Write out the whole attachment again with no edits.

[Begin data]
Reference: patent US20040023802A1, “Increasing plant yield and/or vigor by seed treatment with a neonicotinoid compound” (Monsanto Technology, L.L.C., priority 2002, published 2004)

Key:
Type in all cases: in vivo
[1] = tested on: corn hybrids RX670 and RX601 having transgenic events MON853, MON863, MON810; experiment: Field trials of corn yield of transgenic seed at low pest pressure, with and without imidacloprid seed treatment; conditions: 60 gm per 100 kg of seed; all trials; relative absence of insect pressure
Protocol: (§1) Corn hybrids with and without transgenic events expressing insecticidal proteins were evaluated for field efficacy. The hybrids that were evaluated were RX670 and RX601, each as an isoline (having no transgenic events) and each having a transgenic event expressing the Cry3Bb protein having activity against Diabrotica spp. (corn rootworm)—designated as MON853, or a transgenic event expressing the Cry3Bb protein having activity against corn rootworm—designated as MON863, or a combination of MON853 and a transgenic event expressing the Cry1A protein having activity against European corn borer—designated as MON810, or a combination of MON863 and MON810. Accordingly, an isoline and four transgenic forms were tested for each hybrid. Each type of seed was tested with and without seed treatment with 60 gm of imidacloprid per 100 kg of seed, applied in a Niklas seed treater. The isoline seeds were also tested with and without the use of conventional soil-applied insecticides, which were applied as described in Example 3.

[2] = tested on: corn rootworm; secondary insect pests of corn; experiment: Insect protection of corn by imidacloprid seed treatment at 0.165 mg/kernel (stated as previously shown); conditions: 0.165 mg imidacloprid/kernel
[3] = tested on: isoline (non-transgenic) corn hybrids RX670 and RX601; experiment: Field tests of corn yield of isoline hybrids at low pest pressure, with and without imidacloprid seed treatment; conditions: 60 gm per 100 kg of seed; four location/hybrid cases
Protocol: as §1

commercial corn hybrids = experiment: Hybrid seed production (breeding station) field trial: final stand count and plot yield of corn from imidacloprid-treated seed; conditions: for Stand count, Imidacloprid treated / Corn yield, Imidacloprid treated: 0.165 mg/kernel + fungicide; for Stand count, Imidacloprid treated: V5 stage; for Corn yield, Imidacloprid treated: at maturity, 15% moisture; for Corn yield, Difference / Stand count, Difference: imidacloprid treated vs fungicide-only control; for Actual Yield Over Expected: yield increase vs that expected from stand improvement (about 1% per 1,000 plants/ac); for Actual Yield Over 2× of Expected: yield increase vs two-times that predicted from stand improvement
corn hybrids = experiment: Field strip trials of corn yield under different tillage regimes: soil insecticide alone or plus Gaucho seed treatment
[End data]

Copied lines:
Reference: patent US20040023802A1, “Increasing plant yield and/or vigor by seed treatment with a neonicotinoid compound” (Monsanto Technology, L.L.C., priority 2002, published 2004)

Key:
Type in all cases: in vivo
[1] = tested on: corn hybrids RX670 and RX601 having transgenic events MON853, MON863, MON810; experiment: Field trials of corn yield of transgenic seed at low pest pressure, with and without imidacloprid seed treatment; conditions: 60 gm per 100 kg of seed; all trials; relative absence of insect pressure
Protocol: (§1) Corn hybrids with and without transgenic events expressing insecticidal proteins were evaluated for field efficacy. The hybrids that were evaluated were RX670 and RX601, each as an isoline (having no transgenic events) and each having a transgenic event expressing the Cry3Bb protein having activity against Diabrotica spp. (corn rootworm)—designated as MON853, or a transgenic event expressing the Cry3Bb protein having activity against corn rootworm—designated as MON863, or a combination of MON853 and a transgenic event expressing the Cry1A protein having activity against European corn borer—designated as MON810, or a combination of MON863 and MON810. Accordingly, an isoline and four transgenic forms were tested for each hybrid. Each type of seed was tested with and without seed treatment with 60 gm of imidacloprid per 100 kg of seed, applied in a Niklas seed treater. The isoline seeds were also tested with and without the use of conventional soil-applied insecticides, which were applied as described in Example 3.

[2] = tested on: corn rootworm; secondary insect pests of corn; experiment: Insect protection of corn by imidacloprid seed treatment at 0.165 mg/kernel (stated as previously shown); conditions: 0.165 mg imidacloprid/kernel
[3] = tested on: isoline (non-transgenic) corn hybrids RX670 and RX601; experiment: Field tests of corn yield of isoline hybrids at low pest pressure, with and without imidacloprid seed treatment; conditions: 60 gm per 100 kg of seed; four location/hybrid cases
Protocol: as §1

commercial corn hybrids = experiment: Hybrid seed production (breeding station) field trial: final stand count and plot yield of corn from imidacloprid-treated seed; conditions: for Stand count, Imidacloprid treated / Corn yield, Imidacloprid treated: 0.165 mg/kernel + fungicide; for Stand count, Imidacloprid treated: V5 stage; for Corn yield, Imidacloprid treated: at maturity, 15% moisture; for Corn yield, Difference / Stand count, Difference: imidacloprid treated vs fungicide-only control; for Actual Yield Over Expected: yield increase vs that expected from stand improvement (about 1% per 1,000 plants/ac); for Actual Yield Over 2× of Expected: yield increase vs two-times that predicted from stand improvement
corn hybrids = experiment: Field strip trials of corn yield under different tillage regimes: soil insecticide alone or plus Gaucho seed treatment